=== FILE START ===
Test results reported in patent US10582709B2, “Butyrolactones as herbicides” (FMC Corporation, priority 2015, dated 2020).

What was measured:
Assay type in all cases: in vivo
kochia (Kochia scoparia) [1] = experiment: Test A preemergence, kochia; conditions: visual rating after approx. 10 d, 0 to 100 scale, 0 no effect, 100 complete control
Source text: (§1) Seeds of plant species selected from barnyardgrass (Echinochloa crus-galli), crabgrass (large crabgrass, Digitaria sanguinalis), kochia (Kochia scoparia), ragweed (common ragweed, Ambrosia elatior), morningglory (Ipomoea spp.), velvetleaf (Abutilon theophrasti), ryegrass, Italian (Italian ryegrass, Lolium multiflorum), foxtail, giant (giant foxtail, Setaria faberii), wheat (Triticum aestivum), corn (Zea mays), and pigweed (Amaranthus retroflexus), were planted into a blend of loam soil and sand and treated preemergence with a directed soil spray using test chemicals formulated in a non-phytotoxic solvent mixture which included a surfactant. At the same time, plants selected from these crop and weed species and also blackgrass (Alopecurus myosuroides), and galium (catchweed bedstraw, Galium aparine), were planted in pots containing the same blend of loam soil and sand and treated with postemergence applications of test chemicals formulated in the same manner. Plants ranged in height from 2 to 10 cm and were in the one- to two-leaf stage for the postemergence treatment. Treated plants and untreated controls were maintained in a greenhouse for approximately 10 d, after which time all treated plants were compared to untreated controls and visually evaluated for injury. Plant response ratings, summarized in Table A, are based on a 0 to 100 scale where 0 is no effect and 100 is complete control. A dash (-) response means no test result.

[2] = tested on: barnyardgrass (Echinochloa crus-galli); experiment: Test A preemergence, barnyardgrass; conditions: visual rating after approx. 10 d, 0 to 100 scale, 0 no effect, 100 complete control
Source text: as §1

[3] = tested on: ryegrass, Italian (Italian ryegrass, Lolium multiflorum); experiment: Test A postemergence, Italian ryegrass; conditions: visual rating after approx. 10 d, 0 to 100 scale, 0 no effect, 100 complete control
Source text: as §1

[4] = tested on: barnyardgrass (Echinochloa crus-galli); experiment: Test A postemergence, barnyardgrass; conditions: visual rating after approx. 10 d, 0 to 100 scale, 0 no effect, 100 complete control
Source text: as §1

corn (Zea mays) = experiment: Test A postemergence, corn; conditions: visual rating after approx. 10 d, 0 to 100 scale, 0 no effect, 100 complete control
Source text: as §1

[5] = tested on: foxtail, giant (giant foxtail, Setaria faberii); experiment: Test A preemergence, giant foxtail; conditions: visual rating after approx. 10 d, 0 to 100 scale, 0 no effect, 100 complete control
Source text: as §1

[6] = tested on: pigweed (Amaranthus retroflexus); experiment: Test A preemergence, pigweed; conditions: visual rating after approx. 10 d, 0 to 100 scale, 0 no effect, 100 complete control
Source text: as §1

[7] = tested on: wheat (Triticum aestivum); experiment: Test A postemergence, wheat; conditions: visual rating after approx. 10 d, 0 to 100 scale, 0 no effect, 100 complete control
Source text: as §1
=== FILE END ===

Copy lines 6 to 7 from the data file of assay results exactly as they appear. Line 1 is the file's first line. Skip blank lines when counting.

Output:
[2] = tested on: barnyardgrass (Echinochloa crus-galli); experiment: Test A preemergence, barnyardgrass; conditions: visual rating after approx. 10 d, 0 to 100 scale, 0 no effect, 100 complete control
Source text: as §1